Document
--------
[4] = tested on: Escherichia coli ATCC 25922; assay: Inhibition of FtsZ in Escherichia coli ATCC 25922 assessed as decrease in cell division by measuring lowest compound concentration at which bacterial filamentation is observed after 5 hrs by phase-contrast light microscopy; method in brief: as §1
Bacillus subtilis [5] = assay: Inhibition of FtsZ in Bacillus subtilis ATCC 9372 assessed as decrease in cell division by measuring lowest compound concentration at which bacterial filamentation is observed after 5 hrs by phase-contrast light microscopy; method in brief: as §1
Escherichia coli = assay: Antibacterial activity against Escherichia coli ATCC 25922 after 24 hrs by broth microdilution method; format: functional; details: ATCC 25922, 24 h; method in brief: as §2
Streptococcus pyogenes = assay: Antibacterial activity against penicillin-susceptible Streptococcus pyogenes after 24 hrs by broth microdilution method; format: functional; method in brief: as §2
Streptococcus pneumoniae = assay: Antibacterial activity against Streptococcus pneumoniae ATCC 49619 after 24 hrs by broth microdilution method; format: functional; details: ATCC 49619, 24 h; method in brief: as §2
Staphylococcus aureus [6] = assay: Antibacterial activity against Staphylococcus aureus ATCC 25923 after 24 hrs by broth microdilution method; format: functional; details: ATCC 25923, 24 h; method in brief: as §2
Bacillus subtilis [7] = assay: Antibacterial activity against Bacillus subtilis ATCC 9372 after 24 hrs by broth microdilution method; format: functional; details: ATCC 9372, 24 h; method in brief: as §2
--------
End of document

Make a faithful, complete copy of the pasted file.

[4] = tested on: Escherichia coli ATCC 25922; assay: Inhibition of FtsZ in Escherichia coli ATCC 25922 assessed as decrease in cell division by measuring lowest compound concentration at which bacterial filamentation is observed after 5 hrs by phase-contrast light microscopy; method in brief: as §1
Bacillus subtilis [5] = assay: Inhibition of FtsZ in Bacillus subtilis ATCC 9372 assessed as decrease in cell division by measuring lowest compound concentration at which bacterial filamentation is observed after 5 hrs by phase-contrast light microscopy; method in brief: as §1
Escherichia coli = assay: Antibacterial activity against Escherichia coli ATCC 25922 after 24 hrs by broth microdilution method; format: functional; details: ATCC 25922, 24 h; method in brief: as §2
Streptococcus pyogenes = assay: Antibacterial activity against penicillin-susceptible Streptococcus pyogenes after 24 hrs by broth microdilution method; format: functional; method in brief: as §2
Streptococcus pneumoniae = assay: Antibacterial activity against Streptococcus pneumoniae ATCC 49619 after 24 hrs by broth microdilution method; format: functional; details: ATCC 49619, 24 h; method in brief: as §2
Staphylococcus aureus [6] = assay: Antibacterial activity against Staphylococcus aureus ATCC 25923 after 24 hrs by broth microdilution method; format: functional; details: ATCC 25923, 24 h; method in brief: as §2
Bacillus subtilis [7] = assay: Antibacterial activity against Bacillus subtilis ATCC 9372 after 24 hrs by broth microdilution method; format: functional; details: ATCC 9372, 24 h; method in brief: as §2